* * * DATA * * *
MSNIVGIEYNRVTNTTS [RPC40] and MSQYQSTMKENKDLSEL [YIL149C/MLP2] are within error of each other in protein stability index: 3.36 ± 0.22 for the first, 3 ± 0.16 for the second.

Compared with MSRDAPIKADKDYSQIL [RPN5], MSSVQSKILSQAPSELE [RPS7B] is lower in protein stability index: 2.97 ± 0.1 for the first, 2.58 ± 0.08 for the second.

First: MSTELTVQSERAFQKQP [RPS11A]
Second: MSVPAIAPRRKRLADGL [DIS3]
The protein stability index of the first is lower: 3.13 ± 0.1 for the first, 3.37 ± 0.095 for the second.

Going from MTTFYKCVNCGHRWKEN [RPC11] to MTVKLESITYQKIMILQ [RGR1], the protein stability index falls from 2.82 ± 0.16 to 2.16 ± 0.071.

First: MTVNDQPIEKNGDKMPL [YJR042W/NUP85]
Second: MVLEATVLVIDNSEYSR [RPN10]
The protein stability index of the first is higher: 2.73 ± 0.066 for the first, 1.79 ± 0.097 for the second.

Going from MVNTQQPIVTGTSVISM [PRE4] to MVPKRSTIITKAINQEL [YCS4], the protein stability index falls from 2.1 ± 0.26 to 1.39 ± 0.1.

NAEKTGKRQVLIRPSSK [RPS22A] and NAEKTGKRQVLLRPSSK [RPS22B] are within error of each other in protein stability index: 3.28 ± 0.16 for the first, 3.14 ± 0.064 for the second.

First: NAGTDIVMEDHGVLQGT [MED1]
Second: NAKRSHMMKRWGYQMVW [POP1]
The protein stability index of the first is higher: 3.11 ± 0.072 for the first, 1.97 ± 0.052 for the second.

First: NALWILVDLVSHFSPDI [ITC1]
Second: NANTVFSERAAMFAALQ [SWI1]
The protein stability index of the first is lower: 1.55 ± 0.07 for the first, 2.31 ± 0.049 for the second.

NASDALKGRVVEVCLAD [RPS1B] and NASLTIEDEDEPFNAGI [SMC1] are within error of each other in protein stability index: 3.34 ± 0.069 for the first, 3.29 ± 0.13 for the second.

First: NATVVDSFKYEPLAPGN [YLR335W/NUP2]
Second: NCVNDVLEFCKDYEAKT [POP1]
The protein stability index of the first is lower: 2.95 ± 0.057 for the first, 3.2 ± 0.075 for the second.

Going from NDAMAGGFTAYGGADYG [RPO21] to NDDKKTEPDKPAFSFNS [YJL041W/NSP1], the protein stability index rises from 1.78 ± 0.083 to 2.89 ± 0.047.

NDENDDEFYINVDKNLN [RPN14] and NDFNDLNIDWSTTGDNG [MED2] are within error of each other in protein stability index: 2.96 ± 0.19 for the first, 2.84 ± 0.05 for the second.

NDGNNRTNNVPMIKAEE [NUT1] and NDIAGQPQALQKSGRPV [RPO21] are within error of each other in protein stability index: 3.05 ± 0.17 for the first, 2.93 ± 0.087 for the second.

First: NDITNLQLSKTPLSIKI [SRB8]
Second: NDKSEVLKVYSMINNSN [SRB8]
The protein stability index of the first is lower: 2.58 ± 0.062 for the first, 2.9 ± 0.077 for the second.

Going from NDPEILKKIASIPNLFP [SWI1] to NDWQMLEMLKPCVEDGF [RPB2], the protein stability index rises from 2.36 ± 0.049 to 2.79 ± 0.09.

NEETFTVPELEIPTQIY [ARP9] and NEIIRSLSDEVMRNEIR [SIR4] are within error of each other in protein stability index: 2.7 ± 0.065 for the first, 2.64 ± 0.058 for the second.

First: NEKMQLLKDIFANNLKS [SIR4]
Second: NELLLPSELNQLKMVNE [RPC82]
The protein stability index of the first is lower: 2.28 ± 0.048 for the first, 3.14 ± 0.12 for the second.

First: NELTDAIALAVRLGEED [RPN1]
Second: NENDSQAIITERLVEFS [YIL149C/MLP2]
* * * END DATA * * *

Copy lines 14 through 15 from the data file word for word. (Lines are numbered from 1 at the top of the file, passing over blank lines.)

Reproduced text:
The protein stability index of the first is higher: 3.11 ± 0.072 for the first, 1.97 ± 0.052 for the second.

First: NALWILVDLVSHFSPDI [ITC1]